Tricks and Tips
The apostle Paul wrote to the churches in Galatia, 5:16-17, “But I say, walk by the Spirit, and you will not gratify the desires of the flesh. For the desires of the flesh are against the Spirit, and the desires of the Spirit are against the flesh, for these are opposed to one another, to keep you from doing the things you want to do.” This was valuable instruction to the first century Christians, but obviously great advice for us in 2023, too. We are bombarded with worldly messages, temptations, and news reports that seem to constantly remind us, that we live in a broken world. Mankind has messed up God’s wonderful creation to a point, where good is now bad and bad is good. What can we do about it? I’m suggesting we work on self, not on others. Paul’s message above, was intended to be taken very personally. Work on self! So, the question is how do we do that?
I’m not sure. But I have some suggestions, that I call “tricks and tips” when I find myself struggling with doing what I should do, when it’s in conflict with what I want to do. It’s not uncommon for me to feel like the person Paul describes in Romans 7:24, “Wretched man that I am…”
And I imagine that I am not alone. Over the years I’ve learned to cite scriptures to myself. I've even categorized them based on my particular needs, e.g., anger, impatience, blaming others, regret, resentment, guilt. My passages for the problem temptations that I want to avoid are found in Romans 12:1-2 and Philippians 4:8. Both passages speak to power of “thinking.” In both passages, Paul instructs his readers to use the power of their minds to elevate their thoughts to higher things than they can see, hear, feel, smell, or taste. The solution sounds easy, but the work is hard, in fact it’s a life-long task. Over time I have gotten better, but I still battle each day. Reciting scriptures is like “hearing the word of God…” which will increase our faith, Rom 10:17. I can say that every time I bring myself to cite scripture, the temptation diminishes and often just goes away. So, I cite it again and again. Some days I’m better at that than others, but it always works.
I want to unpack the Philippians passage a little, so that it might be more useful. Again, this works for me, so I’m hoping it will help you.
“Finally, brothers, whatever is true, whatever is honorable, whatever is just, whatever is pure, whatever is lovely, what is commendable, if there is any excellence, if there is anything worthy of praise, think about these things.”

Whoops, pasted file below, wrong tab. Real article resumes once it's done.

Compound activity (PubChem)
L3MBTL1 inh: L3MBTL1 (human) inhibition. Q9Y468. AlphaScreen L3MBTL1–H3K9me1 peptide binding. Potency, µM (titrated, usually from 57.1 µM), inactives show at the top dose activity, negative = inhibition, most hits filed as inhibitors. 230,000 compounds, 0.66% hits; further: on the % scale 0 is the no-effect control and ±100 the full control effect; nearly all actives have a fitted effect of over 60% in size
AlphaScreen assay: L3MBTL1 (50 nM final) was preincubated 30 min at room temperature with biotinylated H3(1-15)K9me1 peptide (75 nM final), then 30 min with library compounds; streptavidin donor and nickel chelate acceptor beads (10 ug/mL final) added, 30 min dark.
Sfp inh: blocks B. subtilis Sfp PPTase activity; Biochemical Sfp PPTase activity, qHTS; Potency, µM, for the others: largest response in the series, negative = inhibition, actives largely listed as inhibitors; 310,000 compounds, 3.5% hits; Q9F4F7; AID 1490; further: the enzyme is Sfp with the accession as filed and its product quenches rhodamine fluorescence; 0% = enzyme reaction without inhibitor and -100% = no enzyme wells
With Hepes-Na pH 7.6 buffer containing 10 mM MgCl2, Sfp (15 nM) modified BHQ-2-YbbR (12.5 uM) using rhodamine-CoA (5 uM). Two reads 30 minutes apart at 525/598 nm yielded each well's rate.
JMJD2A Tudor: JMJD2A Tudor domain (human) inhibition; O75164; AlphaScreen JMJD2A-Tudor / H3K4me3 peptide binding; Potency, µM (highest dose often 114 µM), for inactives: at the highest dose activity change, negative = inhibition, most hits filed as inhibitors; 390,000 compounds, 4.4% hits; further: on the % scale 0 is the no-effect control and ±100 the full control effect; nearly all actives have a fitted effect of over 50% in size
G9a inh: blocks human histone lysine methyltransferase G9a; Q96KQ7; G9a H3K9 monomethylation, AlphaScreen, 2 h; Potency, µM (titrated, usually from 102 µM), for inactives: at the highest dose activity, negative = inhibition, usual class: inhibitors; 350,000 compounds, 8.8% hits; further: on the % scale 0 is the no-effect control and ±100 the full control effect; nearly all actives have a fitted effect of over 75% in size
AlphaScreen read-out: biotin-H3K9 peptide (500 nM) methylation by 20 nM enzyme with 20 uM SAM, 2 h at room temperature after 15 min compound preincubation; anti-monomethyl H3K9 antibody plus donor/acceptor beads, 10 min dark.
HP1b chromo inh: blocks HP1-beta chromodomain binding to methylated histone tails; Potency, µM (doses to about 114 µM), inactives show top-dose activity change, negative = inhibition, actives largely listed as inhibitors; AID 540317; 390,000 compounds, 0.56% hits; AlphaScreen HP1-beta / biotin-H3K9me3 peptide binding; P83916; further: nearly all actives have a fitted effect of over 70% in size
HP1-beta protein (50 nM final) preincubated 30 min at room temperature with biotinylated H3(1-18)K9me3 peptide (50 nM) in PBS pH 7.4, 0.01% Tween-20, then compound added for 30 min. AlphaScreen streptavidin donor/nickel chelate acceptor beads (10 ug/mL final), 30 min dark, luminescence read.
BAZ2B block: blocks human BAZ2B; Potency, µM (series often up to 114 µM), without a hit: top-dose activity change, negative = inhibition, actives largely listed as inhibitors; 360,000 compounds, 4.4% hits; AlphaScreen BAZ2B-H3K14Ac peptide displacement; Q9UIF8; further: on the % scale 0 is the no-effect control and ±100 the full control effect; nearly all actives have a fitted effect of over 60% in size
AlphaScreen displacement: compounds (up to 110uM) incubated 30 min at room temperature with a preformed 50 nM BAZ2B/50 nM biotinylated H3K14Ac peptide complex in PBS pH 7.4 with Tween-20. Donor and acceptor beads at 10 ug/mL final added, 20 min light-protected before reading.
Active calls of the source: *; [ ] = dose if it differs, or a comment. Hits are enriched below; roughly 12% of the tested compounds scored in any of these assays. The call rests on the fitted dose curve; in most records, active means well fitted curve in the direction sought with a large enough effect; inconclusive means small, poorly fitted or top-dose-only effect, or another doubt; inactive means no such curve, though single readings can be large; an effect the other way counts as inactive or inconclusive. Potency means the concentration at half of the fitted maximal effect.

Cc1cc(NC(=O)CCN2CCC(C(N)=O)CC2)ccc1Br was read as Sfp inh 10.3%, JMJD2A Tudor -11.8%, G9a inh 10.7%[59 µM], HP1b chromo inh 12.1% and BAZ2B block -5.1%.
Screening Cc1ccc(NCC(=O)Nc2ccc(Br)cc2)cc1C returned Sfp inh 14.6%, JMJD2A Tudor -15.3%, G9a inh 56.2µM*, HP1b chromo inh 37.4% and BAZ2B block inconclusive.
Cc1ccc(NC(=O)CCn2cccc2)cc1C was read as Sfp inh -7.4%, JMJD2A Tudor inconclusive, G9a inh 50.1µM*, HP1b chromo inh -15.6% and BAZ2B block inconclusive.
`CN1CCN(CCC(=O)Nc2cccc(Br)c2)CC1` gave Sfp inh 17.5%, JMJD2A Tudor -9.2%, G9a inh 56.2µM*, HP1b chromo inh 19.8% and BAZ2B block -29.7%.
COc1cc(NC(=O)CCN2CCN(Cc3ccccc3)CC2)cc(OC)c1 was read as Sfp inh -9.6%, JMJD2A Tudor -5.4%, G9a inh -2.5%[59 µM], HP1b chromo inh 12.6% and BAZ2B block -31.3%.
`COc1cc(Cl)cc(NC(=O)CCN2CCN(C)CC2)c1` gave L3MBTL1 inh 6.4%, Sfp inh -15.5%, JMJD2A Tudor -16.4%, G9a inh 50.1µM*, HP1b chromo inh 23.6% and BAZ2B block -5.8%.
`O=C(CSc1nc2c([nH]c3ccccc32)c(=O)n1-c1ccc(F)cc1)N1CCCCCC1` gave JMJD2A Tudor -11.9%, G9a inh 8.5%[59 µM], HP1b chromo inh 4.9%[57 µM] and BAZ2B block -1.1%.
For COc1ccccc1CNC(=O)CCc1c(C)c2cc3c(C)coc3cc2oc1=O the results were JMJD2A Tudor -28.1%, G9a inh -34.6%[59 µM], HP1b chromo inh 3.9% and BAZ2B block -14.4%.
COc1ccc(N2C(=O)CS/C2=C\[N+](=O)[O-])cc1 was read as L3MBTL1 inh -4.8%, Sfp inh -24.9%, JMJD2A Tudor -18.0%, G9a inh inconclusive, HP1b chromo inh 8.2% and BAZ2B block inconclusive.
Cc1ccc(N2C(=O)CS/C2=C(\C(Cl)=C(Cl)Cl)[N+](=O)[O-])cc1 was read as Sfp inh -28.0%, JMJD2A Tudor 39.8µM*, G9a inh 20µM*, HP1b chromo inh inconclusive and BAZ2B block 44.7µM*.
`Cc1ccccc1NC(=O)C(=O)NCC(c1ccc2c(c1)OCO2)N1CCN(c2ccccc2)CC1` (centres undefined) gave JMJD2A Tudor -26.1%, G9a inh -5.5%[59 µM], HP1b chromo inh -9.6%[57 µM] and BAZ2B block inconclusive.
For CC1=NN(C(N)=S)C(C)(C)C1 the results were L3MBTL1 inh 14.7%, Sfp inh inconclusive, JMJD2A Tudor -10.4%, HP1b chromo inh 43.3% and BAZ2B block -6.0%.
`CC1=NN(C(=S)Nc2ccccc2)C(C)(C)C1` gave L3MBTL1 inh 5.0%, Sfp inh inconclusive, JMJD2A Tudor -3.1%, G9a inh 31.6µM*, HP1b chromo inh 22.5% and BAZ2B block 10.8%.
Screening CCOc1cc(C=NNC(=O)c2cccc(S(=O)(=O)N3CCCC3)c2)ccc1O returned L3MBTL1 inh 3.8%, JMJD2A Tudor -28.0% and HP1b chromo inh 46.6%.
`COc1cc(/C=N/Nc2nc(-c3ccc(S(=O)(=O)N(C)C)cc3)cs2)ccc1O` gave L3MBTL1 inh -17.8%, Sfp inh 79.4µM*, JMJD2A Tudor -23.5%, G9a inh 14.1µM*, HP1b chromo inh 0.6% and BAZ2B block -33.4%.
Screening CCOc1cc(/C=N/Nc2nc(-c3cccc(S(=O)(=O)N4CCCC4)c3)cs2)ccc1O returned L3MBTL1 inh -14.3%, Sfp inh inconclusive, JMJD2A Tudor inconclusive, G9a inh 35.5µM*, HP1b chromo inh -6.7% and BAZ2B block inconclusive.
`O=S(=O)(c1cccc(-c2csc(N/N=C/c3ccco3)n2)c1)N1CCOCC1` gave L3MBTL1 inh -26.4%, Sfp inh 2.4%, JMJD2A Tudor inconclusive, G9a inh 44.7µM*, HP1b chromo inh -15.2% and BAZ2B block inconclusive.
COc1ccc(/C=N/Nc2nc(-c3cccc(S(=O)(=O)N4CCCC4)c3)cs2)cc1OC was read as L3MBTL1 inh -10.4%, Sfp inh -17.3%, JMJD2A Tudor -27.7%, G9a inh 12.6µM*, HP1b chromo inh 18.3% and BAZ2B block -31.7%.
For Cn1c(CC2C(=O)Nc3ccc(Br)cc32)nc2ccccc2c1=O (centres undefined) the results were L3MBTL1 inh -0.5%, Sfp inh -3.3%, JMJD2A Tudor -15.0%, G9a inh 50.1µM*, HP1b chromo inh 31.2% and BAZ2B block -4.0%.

I found that if I identify things that are true, honorable, just, pure, lovely, and commendable, I’m more successful in my efforts to walk by the Spirit. Some of these are similar and overlap, but I try to distinguish them as much as possible.
Lots of things are true; a Ponderosa Pine tree grows straight upward, often described as being “true.” Most of mathematics are true, (2+2=4, 10x10=100). My love for my family is true. I’m sure you can think of some other things that are true.
Honorable or Honest
I think of a fair judge, one who has weighed all the evidence and listened to all the testimony and renders a fair verdict.
I think of a specific elder, who was serving in the congregation, when I was a new Christian. He had a wonderful influence on me, and my first impression of him is that he was honorable.
Very similar to a fair judge. But I usually think of God being just and the justifier. Justice requires penalty for error (sin), and God is just. Yet, He is also the justifier, because He paid the penalty for us in Christ Jesus.
Lots of things are pure; newborn baby’s skin is my first thought. But a mother’s love for her child and the child’s love for his/her mother are both pure. Refined silver and gold are categorized by their levels of purity. The purer they are, the more valuable. A sky filled with bright white clouds on a sunny day is pure (at least to me…and I’ve been amazed at how many days Texas has with bright white puffy clouds).
A long marriage is one of the loveliest things in the world. I think of people, usually Christians, who have long marriages. I name them to myself. It makes me smile, and that often changes my entire thought process. The brain is wonderful at doing that.
This sometimes is like “lovely” to me, but instead of a long marriage, I think of long life of service. It may be a long career, a consistent lifestyle, a person who has proven to me to be trustworthy or reliable. I often think of my high school baseball coach. And there are many Bible characters, who can be described as commendable.
You probably have noticed that almost all of the things I choose to think about are physical, material things or people, rather that heavenly. I have a hard time visualizing heavenly things. I can identify all the things I described above using my God-given senses. All of these things are either created by God or identified by God as worthy. I hope you will think of your own examples and pray that you will become better at walking by the Spirit.
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